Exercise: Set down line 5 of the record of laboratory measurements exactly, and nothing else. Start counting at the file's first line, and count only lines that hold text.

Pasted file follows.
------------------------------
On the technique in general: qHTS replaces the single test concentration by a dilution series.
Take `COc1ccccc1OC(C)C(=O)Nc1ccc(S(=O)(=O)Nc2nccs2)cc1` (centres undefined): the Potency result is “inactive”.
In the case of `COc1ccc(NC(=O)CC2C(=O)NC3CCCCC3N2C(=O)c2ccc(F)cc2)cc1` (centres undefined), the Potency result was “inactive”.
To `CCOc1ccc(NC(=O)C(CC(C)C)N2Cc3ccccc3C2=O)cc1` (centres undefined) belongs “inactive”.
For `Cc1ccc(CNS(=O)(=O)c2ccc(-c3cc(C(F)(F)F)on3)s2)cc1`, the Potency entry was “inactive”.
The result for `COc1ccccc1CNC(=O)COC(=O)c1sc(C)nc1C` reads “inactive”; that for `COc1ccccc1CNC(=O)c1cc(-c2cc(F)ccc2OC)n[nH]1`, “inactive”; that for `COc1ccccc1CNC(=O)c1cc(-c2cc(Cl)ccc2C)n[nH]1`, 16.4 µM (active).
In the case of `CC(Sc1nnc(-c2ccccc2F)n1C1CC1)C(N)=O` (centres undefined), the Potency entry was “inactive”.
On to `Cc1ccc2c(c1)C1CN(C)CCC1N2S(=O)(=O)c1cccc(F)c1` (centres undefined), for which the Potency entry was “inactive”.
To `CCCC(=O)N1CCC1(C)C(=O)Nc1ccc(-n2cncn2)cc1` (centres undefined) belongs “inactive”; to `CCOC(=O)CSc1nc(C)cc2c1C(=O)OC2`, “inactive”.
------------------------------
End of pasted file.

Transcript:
For `Cc1ccc(CNS(=O)(=O)c2ccc(-c3cc(C(F)(F)F)on3)s2)cc1`, the Potency entry was “inactive”.